Durham-based FoodLogiQ’s new CEO, veteran tech executive Sean O’Leary, has big plans for the provider of food safety and supply chain transparency software. After a successful year raising equity for the fast-growing startup, O’Leary says he will bring a focus on sales and product development to seize the company’s momentum.

“We have competitive advantages,” said O’Leary. “We have three products that span the entire food supply chain. We have a competitive advantage in technology. We already have phenomenal customers. When you put these three together with the demand, I can’t see this thing doing anything but growing.”

O’Leary is no stranger to the North Carolina tech startup scene. Before taking on a position at Atlanta-based Synthio, he was CEO of Raleigh-based KnowledgeTree and Cary-based StrikeIron.

FoodLogiQ image

FoodLogiQ’s dashboard.

After the Chicago-based software firm Savo acquired KnowledgeTree in 2017, O’Leary took some time off. When a friend from the venture capital world asked O’Leary to take over the reins at Synthio, he agreed to do it on a temporary basis.

“I was looking for something to get back into,” he said. “I went to Atlanta, and I told the company that I would help them through the transition.”

While at Synthio, his home in Wilmington was destroyed by Hurricane Florence, and he and his wife were deciding the logistics of how they were going to rebuild their home. It was at this time he received a call.

“I got a call from a colleague who said I needed to look at the company FoodLogiQ,” said O’Leary. “He didn’t even know I was in Atlanta. I started looking at the company and started to realize that this is an incredible and awesome opportunity.”

Why FoodLogiQ?

After researching FoodLogiQ, O’Leary found that the company was doing something he was looking for: making things better.

“First and foremost, FoodLogiQ is a company that is really making a difference in people’s live,” he said. “I am always looking for that opportunity. Very infrequently do you find a company that draws a direct line between what you do and improving people’s lives.”

The company’s software maps and tracks food as it makes its way through the food chain.

“If there is a bad product, we can find it whether it is on a shelf at a store or a restaurant,” said O’Leary. “We are hopeful that if we do our job and do it right, someone will not get sick.”

This commitment to making the food source safer appeals to everyone at the company, he said.

“It is evident everyone in the company feels that they are doing something meaningful. That we are doing something that is adding to people’s quality of life.”

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Industry heavyweights agree.

“All of our investors and board members are deeply entrenched in the food industry,” said O’Leary. “Tyson is a partner. I looked at this and said this is a great opportunity.”

Growing the FoodLogiQ Business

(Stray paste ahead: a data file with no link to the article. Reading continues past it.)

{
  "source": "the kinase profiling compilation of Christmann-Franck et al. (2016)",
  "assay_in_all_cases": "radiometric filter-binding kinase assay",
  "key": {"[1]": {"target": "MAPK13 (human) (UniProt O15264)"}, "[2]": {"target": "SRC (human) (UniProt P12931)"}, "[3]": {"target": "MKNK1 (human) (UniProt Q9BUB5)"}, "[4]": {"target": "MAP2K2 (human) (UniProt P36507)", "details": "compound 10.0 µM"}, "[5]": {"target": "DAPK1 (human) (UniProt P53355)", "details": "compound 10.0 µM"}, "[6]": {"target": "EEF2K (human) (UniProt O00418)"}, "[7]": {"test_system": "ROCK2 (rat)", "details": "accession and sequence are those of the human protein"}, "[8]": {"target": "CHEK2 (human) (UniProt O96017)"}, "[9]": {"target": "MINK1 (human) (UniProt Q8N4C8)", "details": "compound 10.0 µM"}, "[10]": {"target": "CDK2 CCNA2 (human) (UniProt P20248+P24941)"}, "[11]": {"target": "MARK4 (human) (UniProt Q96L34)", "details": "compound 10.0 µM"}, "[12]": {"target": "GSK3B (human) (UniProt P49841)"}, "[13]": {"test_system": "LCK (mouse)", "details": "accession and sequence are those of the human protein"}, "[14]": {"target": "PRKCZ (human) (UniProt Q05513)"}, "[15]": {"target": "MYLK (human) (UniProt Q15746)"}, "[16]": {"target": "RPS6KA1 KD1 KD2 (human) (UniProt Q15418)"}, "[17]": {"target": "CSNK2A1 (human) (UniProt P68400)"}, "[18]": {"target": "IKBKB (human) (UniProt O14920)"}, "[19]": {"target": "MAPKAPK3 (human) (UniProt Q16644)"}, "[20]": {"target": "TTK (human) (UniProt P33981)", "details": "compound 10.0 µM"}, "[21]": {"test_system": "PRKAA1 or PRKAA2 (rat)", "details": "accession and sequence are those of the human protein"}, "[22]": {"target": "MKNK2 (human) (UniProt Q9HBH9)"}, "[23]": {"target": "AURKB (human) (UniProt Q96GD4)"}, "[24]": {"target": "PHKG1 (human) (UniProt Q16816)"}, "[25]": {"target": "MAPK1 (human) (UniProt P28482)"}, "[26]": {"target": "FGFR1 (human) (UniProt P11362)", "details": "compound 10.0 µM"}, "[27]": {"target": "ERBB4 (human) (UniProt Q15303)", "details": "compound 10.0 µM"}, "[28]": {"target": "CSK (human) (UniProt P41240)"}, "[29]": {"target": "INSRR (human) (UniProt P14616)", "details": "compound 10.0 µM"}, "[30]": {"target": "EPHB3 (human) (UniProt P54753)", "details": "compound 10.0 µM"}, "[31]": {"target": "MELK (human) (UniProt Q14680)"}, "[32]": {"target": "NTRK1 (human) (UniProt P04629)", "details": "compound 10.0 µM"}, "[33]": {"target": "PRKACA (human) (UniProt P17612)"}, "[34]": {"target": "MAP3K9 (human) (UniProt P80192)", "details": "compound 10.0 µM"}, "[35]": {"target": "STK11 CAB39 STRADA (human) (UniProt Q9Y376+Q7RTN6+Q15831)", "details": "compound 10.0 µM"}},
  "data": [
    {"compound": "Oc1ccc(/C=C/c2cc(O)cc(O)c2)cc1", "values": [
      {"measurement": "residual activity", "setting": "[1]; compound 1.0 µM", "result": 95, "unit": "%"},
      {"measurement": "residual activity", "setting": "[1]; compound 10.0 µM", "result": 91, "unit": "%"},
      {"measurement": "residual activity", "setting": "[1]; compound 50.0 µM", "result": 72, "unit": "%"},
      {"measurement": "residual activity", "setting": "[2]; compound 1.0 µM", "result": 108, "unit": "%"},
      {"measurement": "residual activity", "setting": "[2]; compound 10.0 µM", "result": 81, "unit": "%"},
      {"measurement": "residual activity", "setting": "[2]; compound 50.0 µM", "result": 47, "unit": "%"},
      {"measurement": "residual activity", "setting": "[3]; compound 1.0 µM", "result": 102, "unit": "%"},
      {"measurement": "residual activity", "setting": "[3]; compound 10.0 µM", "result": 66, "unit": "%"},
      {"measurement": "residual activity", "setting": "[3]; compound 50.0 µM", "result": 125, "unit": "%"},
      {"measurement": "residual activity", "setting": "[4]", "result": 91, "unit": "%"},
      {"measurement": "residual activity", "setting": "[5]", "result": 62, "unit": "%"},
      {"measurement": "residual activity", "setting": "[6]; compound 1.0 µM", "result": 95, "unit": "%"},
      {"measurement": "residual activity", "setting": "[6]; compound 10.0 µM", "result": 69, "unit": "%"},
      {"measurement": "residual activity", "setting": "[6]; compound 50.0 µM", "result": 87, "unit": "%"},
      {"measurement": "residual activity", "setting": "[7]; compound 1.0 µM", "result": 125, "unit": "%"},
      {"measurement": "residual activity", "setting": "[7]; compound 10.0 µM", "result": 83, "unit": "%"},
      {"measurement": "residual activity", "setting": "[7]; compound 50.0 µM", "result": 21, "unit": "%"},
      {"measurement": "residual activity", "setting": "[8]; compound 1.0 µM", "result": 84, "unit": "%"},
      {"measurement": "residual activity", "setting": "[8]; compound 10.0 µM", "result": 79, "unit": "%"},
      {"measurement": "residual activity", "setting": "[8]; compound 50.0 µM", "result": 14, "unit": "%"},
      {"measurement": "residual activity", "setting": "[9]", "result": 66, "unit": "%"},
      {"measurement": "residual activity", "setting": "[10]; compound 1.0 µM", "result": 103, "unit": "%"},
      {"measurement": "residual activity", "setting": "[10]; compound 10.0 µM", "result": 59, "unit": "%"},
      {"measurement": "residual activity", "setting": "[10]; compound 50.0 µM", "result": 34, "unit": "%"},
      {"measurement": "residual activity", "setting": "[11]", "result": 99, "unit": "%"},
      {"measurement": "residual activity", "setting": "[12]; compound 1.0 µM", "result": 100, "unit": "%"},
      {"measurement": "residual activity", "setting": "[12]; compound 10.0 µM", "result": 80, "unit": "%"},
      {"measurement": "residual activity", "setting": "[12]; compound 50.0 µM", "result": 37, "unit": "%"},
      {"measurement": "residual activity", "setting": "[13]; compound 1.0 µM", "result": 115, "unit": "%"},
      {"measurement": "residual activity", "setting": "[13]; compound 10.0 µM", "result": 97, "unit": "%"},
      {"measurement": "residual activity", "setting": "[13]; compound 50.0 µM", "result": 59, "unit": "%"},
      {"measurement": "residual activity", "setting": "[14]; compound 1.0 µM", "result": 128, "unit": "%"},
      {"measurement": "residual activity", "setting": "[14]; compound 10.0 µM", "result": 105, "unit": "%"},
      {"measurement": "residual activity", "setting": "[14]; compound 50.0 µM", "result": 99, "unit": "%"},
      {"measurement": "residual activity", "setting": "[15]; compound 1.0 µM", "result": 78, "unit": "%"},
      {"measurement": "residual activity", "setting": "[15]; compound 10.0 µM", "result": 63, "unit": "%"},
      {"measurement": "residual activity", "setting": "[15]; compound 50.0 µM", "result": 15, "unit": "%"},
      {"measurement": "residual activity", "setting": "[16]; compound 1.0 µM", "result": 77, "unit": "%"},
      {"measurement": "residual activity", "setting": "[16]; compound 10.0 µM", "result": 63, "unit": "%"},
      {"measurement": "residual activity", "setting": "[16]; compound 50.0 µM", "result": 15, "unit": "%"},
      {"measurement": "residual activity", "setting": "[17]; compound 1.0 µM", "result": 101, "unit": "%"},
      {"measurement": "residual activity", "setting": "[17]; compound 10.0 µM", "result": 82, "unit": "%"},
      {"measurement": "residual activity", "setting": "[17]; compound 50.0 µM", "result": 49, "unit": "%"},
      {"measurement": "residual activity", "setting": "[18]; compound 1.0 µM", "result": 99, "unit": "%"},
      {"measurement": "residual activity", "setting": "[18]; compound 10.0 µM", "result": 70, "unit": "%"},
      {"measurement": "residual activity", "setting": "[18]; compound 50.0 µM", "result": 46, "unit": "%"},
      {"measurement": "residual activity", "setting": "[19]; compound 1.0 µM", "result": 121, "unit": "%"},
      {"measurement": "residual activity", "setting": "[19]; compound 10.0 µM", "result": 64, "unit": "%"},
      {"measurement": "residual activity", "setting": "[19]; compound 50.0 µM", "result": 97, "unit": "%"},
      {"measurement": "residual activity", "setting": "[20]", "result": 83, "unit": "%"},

In addition to strong ties to the food industry through investors and board members, the company has experienced great success with raising funds and acquiring high-profile customers, including Tyson, Whole Foods, Chipotle, Subway and Panda Restaurant Group.

So what is next for the company?

“We have very smart investors, a very smart board and prominent customers,” said O’Leary. “There are multiple facets to the food chain that we can help and improve. We are excited about it, and we have big backers who are excited.”

One of these big backers is Tyson Foods.

“Tyson is not only a customer and partner but also an owner,” said O’Leary. “They have a real vested interest in seeing technology and change. They have an altruistic and corporate motive and give us access to some of the largest companies in the food chain.”

FoodLogiQ currently employees 42 people at its Raleigh headquarters. O’Leary expects to more than double that number this year.

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“The year alone we will grow 50 to 100 percent,” he said. “We have plans to accelerate to double and triple our current size with a real focus on scaling up our engineering and development groups.”

This growth, according to O’Leary, is driven by the need for more monitoring of the food supply.

“There is a lot of visibility to the problems in the food supply,” he said. “Social media lets people know when there is an issue. As a result, folks and businesses are more diligent. This is a fairly new phenomena. We are seeing companies asking, ‘How can we manage this?’”

In addition to growing in the Triangle, FoodLogiQ will be adding sales people at key locations across the country.

Will the company be raising more capital as it grows? That is not the focus at this time, said O’Leary.

“We have plenty of access to money, and, being in the Triangle, we have access to talent,” he said. “We have access to quality talent, capital and markets. We are going to grow anywhere and everywhere we can.”